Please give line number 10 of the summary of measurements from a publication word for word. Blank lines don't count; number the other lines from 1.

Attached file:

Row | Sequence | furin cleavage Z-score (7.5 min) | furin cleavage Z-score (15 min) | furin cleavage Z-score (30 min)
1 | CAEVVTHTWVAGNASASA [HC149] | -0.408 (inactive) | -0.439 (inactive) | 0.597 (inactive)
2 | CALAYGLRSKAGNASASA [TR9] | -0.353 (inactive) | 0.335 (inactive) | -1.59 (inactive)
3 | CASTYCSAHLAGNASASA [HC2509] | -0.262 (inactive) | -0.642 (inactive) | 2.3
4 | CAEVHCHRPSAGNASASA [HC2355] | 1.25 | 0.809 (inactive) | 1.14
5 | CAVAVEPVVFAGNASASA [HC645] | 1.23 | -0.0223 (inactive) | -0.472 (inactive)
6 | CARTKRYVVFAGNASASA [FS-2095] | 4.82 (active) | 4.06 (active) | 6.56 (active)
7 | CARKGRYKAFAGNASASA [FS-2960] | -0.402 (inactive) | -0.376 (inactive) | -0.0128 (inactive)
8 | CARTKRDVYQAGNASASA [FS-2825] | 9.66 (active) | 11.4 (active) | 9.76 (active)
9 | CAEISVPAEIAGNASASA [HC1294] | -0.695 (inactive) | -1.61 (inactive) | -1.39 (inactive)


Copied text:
9 | CAEISVPAEIAGNASASA [HC1294] | -0.695 (inactive) | -1.61 (inactive) | -1.39 (inactive)